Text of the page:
It’s not often that we see floppy disks around nowadays, but this week proved to be an exception with a donation of a paper envelope of disks, but not just any disks.
The Troublemaker: Unistat V4.53
In this case, it was an old copy of Unistat with an Educational License V4.53 belonging to one of my PhD supervisors, contained in an envelope with the regular EULA warning on the flap …
… and a fairly extensive EULA in small text on the rear. Yikes. But we are allowed to make one copy of the software and we are allowed to transfer the software, so that’s all good it seems.
The package comes on five high-density floppy disks, with copyright date extending to 1998.
The rear of the disks are not particularly special with black-ink printing on the rear labelling area which is barely visible. The write protect tabs are all in the read/write position.
The disks come with three pages of troubleshooting tips and hints which are mostly specific to the software except for the portion above which deals with installation issues. It makes it clear that the first disk acts as a keying disk which provides copy protection requiring BIOS access to read correctly, otherwise a bypass password needs to be obtained to install. Disks must not be write protected as it seems the first install will write details back to the disk. Bad sectors are normal … or so they say. Eugh, that’s not fun, but that’s not so bad news if you have a KryoFlux!
Copying the Disks Normally
A regular user may try to copy the disk, but alas, using WinImage, we are not able to succeed as there is a read error on Track 24, Head 0. It’s also visible that Windows 10 has a habit of writing to any floppy it detects as it automounts it and writes a “System Volume Information” folder to the disk.
Luckily, I tried this experiment after I imaged the disk fully with the Kryoflux, but it’s just another reason to avoid Windows 10. It is possible to make a partial copy omitting the track, but that won’t be sufficient.
Trying the image in DOSBox, the installer freezes with the image mounted since it probably uses a BIOS direct access to the mounted drive which isn’t supported.
Of course, copying the files only results in the complaint that a bypass password is needed since the authenticity of the disk can’t be verified. That is unfortunately going to be the case, at least with emulation.
Getting the KryoFlux Going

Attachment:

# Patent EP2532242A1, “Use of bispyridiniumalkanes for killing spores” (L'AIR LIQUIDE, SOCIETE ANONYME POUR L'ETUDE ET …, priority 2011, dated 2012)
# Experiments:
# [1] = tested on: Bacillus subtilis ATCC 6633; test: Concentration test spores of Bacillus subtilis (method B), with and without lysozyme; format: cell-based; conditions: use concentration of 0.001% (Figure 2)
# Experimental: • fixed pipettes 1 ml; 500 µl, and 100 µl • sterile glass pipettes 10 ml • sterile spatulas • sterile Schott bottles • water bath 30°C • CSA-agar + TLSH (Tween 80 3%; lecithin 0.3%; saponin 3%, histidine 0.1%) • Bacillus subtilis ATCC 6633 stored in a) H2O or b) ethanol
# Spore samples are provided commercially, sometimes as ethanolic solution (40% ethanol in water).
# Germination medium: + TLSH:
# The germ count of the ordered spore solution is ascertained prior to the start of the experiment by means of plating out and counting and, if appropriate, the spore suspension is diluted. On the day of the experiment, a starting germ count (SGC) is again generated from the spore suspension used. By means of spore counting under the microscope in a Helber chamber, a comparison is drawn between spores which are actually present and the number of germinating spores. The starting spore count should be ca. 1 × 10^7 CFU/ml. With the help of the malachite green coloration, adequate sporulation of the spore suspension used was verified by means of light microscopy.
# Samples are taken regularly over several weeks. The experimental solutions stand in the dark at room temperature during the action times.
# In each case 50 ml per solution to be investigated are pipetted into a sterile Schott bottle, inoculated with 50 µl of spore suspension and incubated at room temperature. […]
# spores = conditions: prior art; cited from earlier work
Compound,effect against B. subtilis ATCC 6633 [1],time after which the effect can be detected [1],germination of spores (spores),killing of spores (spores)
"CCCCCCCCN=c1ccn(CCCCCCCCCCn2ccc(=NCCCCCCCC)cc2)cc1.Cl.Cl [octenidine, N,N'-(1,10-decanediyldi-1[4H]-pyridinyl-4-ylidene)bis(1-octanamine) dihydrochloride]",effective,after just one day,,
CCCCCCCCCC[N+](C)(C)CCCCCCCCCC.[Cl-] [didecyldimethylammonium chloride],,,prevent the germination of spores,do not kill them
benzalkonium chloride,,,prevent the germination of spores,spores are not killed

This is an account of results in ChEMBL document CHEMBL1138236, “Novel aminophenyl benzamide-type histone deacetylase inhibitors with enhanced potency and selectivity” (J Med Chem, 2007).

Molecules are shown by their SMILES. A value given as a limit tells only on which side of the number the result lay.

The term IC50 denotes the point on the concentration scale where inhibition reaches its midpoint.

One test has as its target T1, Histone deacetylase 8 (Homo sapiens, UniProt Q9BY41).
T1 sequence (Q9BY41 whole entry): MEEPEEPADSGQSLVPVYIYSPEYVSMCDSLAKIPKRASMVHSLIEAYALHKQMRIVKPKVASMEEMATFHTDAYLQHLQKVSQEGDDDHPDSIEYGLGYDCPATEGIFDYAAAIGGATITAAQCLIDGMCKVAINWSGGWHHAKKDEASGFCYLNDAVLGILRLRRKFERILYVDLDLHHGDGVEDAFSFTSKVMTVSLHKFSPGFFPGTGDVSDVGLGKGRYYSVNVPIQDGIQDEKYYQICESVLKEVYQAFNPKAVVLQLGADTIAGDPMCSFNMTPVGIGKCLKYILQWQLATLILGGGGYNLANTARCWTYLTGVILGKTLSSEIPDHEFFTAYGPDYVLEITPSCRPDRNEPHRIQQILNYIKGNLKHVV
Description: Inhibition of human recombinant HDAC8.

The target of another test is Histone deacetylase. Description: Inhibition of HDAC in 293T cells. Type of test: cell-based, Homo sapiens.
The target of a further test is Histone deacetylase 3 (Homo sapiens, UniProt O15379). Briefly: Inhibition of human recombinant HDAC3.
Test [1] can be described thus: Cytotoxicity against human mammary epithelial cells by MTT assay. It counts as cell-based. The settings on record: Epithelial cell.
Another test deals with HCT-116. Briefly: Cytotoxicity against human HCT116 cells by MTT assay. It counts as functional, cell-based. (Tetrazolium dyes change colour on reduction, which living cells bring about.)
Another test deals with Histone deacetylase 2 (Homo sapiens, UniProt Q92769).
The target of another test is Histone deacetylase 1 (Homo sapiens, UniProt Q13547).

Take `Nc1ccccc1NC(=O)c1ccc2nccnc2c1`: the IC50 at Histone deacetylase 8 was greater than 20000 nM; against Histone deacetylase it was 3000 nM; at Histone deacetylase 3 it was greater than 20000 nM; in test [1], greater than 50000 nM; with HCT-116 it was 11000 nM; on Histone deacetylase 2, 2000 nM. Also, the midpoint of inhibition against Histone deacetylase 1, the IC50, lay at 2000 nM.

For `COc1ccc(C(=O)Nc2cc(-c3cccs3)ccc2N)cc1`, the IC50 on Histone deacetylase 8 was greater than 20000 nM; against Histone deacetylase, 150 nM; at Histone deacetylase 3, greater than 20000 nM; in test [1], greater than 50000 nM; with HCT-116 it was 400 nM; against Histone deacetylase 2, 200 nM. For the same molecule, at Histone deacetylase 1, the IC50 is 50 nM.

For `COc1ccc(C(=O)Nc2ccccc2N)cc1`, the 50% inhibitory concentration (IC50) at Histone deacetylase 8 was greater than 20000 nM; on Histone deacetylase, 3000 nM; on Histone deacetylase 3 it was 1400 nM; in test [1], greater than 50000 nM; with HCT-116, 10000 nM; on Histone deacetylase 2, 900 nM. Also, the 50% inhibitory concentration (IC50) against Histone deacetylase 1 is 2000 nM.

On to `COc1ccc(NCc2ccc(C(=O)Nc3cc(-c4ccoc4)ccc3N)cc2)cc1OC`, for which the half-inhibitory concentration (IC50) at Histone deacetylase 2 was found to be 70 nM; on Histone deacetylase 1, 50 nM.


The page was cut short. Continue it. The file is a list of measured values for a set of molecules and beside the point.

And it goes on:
Since my initial use of the KryoFlux, the software has been further improved with write capabilities, so I thought it would be easy to get going again. Unfortunately, having upgraded my workstation, I ran into some unexpected hurdles.
The first concerns users of Arduino, which defaults to have the “Bossa Program Port” driver take over the Kryoflux board for itself. Manually updating the driver with the supplied driver fixed this issue.
The next issue, however, wasn’t something I ended up being able to solve. Attempting to calibrate the drive resulted in errors communicating with the KryoFlux hardware. I suspected this is a permissions issue with DTC.exe being invoked by Java, but despite playing with administrative privileges, relocating the files to other folders and even using the command prompt, I was not able to resolve it. Instead, DTC just “closed” without so much as a message.
Perhaps it was related to the AMD USB controller on my Ryzen machine, as I then attempted to run the KryoFlux through a VMWare USB pass-through to a Windows 7 VM but except suffered a large number of Stream Buffering Errors due to the timing sensitivity of the I/O … so it’s time to go back to a physical machine.
KryoFlux in Action
By grabbing an older Windows 7 laptop, I had no problems getting KryoFlux 3.00 running.
The first disk already shows a lot of places where it seems the disk may have been modified since it was originally written. The disk was dumped to STREAM and an MFM image.
Inspecting Track 24 shows exactly where the protection was – 12 sectors were decoded as normal, but then it seems that there are two sectors recorded in (perhaps) double-density bitrate, with the end of the track having perhaps an FM signal? Perhaps if the track is seen to have bad sectors, the protection would “pass” the disk as genuine, but maybe it is using BIOS direct access routines to try and decode these “mixed” encoding tracks.
Disk 2 has an unusually high level of modified tracks.
Whereas all the other disks only ever showed modification on track zero, side 1.
I didn’t realise in the past but KryoFlux is capable of drawing out the STREAM data as a consistency plot which shows the times as well as whether the multiple samples are sufficiently consistent to allow for reproduction.
The current manual has quite a few examples of the consistency plot along with different copy protection schemes. In the case of my plots, this was done simply by using the following command (along with output):